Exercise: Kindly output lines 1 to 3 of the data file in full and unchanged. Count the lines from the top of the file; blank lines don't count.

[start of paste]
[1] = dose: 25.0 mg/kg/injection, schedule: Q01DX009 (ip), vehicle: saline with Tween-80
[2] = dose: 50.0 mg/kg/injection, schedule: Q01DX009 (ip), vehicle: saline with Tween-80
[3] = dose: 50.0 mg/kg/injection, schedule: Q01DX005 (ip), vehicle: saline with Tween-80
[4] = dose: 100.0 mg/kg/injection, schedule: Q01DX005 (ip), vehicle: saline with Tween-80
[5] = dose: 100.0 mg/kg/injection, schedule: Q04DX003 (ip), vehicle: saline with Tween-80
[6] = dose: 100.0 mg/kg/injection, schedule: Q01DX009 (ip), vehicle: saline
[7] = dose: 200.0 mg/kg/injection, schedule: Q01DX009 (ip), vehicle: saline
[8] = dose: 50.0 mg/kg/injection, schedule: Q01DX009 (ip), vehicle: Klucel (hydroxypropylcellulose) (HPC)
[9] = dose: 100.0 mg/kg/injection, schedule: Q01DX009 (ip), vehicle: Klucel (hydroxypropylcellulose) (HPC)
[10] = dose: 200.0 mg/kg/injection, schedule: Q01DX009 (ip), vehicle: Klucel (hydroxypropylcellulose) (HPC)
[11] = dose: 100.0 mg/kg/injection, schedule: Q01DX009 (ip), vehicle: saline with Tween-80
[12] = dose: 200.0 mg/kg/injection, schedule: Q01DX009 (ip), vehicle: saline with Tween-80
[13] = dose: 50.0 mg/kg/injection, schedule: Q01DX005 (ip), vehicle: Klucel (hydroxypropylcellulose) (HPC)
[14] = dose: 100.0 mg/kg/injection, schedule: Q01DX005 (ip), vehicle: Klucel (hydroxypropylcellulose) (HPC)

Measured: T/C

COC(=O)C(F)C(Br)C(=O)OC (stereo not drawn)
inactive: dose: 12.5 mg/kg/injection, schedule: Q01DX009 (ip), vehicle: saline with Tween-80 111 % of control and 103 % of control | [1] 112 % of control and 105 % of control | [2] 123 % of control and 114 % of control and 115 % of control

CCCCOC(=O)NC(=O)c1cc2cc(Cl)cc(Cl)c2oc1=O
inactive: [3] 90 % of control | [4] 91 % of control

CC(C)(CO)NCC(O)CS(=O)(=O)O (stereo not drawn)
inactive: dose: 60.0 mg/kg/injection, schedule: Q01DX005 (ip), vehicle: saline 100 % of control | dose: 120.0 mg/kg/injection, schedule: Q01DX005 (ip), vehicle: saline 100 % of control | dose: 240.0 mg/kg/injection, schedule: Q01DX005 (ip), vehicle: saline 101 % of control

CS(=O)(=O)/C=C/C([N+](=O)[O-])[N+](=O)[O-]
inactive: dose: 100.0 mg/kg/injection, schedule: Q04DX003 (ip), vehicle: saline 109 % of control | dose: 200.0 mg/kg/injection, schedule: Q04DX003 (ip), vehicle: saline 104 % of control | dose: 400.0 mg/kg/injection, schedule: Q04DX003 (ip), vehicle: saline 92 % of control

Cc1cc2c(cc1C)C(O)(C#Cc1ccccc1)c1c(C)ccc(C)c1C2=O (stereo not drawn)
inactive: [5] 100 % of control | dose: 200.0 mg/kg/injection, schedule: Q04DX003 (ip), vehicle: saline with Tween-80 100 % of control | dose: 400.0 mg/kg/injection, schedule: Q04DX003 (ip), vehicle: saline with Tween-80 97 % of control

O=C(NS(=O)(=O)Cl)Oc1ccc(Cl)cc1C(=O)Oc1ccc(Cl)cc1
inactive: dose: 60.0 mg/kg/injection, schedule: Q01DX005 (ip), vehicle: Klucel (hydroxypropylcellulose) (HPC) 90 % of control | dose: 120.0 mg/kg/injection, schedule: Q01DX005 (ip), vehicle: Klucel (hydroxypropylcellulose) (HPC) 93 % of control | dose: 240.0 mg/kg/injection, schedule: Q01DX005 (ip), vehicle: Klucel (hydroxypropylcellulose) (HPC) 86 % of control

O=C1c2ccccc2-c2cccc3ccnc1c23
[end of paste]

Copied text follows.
[1] = dose: 25.0 mg/kg/injection, schedule: Q01DX009 (ip), vehicle: saline with Tween-80
[2] = dose: 50.0 mg/kg/injection, schedule: Q01DX009 (ip), vehicle: saline with Tween-80
[3] = dose: 50.0 mg/kg/injection, schedule: Q01DX005 (ip), vehicle: saline with Tween-80